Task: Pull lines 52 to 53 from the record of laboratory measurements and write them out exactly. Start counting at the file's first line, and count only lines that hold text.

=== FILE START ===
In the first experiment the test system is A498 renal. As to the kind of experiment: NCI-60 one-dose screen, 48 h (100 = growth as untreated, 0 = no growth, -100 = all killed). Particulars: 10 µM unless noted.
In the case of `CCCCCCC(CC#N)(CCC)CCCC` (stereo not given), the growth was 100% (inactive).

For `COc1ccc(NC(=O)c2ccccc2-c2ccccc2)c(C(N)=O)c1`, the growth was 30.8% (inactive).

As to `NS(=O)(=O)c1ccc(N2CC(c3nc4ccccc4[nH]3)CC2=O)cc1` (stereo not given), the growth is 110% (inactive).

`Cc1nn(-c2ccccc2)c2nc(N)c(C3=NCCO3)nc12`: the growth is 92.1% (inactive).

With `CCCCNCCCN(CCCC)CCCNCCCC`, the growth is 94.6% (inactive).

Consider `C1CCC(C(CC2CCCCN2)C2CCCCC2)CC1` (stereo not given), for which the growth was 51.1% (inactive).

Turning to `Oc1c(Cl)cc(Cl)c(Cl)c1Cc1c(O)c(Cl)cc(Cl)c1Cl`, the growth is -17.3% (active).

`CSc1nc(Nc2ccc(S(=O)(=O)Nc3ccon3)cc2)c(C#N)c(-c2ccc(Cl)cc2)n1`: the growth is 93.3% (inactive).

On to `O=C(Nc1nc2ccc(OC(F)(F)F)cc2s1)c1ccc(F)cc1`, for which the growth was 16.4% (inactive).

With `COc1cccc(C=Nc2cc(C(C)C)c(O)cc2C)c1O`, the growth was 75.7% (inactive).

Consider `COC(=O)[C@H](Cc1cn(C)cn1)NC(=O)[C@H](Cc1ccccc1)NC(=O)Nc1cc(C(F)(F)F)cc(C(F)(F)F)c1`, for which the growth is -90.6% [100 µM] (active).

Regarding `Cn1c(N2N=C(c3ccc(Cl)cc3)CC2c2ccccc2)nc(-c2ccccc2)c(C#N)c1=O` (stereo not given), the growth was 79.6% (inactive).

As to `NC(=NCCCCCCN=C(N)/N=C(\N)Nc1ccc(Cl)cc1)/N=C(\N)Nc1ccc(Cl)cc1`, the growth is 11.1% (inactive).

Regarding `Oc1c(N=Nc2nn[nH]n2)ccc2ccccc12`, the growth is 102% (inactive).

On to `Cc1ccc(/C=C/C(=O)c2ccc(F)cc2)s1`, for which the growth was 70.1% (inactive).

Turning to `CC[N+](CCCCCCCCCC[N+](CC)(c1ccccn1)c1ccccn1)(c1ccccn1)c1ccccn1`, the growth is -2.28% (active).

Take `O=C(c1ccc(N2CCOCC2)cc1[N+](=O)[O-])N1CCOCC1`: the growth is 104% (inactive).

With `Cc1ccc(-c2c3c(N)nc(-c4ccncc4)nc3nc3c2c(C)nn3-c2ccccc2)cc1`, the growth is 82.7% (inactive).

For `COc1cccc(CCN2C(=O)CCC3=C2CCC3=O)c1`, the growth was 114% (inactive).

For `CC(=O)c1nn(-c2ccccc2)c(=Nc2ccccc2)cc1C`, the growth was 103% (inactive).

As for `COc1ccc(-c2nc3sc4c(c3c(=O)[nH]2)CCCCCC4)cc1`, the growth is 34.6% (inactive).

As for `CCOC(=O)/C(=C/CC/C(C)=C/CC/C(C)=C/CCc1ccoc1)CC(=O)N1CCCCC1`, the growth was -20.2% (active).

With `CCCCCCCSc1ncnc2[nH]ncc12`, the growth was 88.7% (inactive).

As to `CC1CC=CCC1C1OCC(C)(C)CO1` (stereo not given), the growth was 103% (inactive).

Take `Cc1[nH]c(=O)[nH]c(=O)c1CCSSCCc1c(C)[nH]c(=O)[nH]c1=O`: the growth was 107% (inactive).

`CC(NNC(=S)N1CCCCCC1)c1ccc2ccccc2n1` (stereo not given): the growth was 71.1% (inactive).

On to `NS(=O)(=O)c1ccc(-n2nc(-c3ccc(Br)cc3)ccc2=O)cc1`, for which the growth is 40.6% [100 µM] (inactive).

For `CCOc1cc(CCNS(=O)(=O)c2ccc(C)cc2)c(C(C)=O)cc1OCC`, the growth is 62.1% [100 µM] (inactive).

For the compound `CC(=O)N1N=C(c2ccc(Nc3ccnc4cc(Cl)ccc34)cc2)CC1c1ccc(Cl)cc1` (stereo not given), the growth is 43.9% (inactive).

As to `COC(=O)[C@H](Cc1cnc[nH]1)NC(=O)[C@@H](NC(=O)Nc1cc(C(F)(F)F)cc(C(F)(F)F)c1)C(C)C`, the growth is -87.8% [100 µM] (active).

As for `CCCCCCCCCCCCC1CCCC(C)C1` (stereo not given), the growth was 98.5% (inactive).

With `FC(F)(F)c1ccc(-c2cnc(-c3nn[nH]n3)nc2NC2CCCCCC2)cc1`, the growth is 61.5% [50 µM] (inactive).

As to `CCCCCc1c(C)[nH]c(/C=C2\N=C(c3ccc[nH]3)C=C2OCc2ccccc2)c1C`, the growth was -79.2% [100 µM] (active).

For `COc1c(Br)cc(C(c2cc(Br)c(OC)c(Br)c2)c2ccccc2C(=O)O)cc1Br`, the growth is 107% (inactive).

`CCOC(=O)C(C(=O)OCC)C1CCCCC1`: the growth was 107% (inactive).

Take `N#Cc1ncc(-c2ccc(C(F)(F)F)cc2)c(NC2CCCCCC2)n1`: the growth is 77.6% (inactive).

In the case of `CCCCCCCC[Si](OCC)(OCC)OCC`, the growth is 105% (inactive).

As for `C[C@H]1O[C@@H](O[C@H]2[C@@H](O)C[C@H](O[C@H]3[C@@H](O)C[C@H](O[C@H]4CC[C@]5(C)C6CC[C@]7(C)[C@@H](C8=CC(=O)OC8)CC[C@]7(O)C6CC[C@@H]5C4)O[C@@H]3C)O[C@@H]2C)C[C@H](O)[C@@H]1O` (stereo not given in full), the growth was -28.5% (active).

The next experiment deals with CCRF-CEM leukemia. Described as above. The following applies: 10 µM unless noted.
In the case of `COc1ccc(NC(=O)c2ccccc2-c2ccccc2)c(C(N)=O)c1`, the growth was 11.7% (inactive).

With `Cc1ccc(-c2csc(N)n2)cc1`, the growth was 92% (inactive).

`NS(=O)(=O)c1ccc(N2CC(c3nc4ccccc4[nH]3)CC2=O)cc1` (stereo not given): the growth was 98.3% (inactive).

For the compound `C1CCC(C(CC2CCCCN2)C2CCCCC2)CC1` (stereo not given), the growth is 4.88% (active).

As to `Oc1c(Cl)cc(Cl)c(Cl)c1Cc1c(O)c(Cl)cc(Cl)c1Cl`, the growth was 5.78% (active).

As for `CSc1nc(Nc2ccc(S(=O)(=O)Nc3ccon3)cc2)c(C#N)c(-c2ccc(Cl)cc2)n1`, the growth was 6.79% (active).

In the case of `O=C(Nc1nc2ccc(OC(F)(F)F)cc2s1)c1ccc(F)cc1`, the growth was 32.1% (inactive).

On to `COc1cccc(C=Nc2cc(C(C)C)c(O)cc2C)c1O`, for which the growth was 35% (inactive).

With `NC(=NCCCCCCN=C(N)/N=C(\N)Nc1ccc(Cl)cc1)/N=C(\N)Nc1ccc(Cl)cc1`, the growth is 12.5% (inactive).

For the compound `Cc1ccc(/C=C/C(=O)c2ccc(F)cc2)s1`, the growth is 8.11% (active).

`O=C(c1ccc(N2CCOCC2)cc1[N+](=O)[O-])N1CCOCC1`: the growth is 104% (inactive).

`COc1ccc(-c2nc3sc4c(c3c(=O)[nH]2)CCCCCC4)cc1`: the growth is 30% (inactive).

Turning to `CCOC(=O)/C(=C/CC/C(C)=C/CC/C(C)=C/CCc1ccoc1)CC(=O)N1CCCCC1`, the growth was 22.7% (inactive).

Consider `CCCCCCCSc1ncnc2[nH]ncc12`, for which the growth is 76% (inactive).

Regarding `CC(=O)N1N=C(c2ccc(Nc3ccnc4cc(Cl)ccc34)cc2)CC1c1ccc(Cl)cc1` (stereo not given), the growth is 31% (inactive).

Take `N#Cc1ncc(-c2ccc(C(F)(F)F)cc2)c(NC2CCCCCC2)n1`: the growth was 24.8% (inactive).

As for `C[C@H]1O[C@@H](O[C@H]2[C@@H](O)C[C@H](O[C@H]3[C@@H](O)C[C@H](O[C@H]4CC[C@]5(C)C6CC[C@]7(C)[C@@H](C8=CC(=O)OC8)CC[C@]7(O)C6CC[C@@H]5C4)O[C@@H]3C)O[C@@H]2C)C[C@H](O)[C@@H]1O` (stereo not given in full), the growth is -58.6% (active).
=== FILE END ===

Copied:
`COc1ccc(-c2nc3sc4c(c3c(=O)[nH]2)CCCCCC4)cc1`: the growth is 30% (inactive).

Turning to `CCOC(=O)/C(=C/CC/C(C)=C/CC/C(C)=C/CCc1ccoc1)CC(=O)N1CCCCC1`, the growth was 22.7% (inactive).